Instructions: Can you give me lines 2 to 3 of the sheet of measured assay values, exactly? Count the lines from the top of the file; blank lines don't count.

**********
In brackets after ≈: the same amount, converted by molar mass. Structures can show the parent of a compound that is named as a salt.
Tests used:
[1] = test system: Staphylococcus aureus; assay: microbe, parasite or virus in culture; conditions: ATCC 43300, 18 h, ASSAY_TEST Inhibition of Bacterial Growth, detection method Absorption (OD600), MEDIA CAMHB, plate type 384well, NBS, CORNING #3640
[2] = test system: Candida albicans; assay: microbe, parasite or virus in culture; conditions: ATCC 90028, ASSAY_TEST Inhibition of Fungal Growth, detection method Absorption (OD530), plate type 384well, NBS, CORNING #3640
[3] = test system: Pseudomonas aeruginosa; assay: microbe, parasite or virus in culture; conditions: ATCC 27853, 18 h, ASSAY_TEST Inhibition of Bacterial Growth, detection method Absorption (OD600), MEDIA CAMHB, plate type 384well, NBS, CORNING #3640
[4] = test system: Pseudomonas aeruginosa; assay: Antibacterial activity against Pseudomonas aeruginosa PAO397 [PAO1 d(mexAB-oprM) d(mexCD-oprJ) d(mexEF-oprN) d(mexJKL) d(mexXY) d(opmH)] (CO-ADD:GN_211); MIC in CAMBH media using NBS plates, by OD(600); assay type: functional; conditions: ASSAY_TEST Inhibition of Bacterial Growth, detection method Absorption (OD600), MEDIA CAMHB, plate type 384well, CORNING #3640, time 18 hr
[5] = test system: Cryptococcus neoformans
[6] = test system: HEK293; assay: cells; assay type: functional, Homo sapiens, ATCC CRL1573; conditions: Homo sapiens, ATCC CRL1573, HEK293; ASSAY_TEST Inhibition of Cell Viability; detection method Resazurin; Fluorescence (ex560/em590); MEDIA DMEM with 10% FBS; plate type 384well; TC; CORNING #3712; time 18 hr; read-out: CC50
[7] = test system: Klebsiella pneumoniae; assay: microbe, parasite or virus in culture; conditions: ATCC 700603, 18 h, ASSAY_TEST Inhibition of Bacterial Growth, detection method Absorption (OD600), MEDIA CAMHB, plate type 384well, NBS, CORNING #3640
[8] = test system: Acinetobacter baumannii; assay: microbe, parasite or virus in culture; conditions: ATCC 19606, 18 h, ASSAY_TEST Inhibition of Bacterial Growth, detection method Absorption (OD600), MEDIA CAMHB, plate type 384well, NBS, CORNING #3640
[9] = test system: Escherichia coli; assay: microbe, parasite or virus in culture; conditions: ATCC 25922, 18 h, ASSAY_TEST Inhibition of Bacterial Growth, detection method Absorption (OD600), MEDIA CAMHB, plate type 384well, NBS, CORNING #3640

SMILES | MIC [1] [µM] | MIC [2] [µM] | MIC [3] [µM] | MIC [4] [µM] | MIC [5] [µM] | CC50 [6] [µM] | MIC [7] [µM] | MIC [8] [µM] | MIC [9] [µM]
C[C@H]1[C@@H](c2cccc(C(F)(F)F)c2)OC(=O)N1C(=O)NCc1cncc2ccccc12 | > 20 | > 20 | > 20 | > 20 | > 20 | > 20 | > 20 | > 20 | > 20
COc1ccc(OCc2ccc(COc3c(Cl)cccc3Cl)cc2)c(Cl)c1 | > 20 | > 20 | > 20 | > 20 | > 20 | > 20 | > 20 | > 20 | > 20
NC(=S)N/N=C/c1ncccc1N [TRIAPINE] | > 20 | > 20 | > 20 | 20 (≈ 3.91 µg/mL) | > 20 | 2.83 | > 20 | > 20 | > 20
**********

Tests used:
[1] = test system: Staphylococcus aureus; assay: microbe, parasite or virus in culture; conditions: ATCC 43300, 18 h, ASSAY_TEST Inhibition of Bacterial Growth, detection method Absorption (OD600), MEDIA CAMHB, plate type 384well, NBS, CORNING #3640